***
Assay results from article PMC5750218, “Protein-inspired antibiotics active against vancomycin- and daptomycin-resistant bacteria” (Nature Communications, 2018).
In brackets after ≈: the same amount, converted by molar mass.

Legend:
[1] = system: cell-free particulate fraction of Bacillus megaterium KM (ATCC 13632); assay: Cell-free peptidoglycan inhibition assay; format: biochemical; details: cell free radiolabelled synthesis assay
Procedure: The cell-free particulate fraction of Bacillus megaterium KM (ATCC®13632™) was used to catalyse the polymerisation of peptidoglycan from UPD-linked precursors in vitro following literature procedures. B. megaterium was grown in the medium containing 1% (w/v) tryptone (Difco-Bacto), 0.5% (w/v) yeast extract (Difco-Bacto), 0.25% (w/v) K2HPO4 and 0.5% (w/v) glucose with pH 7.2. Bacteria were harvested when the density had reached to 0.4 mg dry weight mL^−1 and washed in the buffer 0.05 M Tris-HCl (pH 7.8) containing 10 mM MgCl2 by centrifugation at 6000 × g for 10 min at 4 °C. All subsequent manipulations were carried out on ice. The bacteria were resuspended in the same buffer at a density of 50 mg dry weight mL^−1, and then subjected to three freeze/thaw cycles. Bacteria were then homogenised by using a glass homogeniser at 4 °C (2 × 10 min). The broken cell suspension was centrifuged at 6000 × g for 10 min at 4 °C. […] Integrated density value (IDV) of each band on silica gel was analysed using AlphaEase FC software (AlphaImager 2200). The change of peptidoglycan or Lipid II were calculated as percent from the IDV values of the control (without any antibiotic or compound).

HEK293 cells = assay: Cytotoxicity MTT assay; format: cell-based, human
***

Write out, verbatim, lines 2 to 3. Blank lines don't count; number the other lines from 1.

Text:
In brackets after ≈: the same amount, converted by molar mass.

Legend: